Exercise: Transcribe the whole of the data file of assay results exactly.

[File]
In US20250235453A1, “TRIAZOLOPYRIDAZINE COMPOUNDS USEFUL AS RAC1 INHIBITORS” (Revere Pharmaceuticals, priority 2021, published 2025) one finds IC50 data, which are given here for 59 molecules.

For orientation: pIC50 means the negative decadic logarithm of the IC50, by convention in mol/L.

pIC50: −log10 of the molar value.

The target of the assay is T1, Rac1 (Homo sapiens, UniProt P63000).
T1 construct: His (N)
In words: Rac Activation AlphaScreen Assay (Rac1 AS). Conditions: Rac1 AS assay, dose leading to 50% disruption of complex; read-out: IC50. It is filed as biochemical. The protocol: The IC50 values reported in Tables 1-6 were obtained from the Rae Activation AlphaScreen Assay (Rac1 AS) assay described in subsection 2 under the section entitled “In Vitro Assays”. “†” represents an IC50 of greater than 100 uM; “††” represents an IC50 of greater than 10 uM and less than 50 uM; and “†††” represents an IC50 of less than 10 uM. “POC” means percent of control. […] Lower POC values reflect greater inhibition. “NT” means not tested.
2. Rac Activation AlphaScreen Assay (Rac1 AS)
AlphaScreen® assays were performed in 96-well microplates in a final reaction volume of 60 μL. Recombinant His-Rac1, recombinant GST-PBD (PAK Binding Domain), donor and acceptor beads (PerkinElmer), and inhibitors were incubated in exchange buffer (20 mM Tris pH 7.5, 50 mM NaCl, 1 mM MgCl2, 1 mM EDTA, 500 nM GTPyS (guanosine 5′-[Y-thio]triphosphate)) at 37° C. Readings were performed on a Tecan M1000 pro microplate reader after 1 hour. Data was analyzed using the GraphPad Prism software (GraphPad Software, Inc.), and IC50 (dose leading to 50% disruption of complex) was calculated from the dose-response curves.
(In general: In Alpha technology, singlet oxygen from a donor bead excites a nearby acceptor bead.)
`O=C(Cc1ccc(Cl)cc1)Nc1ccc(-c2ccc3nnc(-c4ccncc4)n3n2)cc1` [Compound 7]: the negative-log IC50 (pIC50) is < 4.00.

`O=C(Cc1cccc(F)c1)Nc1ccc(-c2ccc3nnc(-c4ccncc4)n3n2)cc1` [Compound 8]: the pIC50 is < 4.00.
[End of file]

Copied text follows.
In US20250235453A1, “TRIAZOLOPYRIDAZINE COMPOUNDS USEFUL AS RAC1 INHIBITORS” (Revere Pharmaceuticals, priority 2021, published 2025) one finds IC50 data, which are given here for 59 molecules.

For orientation: pIC50 means the negative decadic logarithm of the IC50, by convention in mol/L.

pIC50: −log10 of the molar value.

The target of the assay is T1, Rac1 (Homo sapiens, UniProt P63000).
T1 construct: His (N)
In words: Rac Activation AlphaScreen Assay (Rac1 AS). Conditions: Rac1 AS assay, dose leading to 50% disruption of complex; read-out: IC50. It is filed as biochemical. The protocol: The IC50 values reported in Tables 1-6 were obtained from the Rae Activation AlphaScreen Assay (Rac1 AS) assay described in subsection 2 under the section entitled “In Vitro Assays”. “†” represents an IC50 of greater than 100 uM; “††” represents an IC50 of greater than 10 uM and less than 50 uM; and “†††” represents an IC50 of less than 10 uM. “POC” means percent of control. […] Lower POC values reflect greater inhibition. “NT” means not tested.
2. Rac Activation AlphaScreen Assay (Rac1 AS)
AlphaScreen® assays were performed in 96-well microplates in a final reaction volume of 60 μL. Recombinant His-Rac1, recombinant GST-PBD (PAK Binding Domain), donor and acceptor beads (PerkinElmer), and inhibitors were incubated in exchange buffer (20 mM Tris pH 7.5, 50 mM NaCl, 1 mM MgCl2, 1 mM EDTA, 500 nM GTPyS (guanosine 5′-[Y-thio]triphosphate)) at 37° C. Readings were performed on a Tecan M1000 pro microplate reader after 1 hour. Data was analyzed using the GraphPad Prism software (GraphPad Software, Inc.), and IC50 (dose leading to 50% disruption of complex) was calculated from the dose-response curves.
(In general: In Alpha technology, singlet oxygen from a donor bead excites a nearby acceptor bead.)
`O=C(Cc1ccc(Cl)cc1)Nc1ccc(-c2ccc3nnc(-c4ccncc4)n3n2)cc1` [Compound 7]: the negative-log IC50 (pIC50) is < 4.00.

`O=C(Cc1cccc(F)c1)Nc1ccc(-c2ccc3nnc(-c4ccncc4)n3n2)cc1` [Compound 8]: the pIC50 is < 4.00.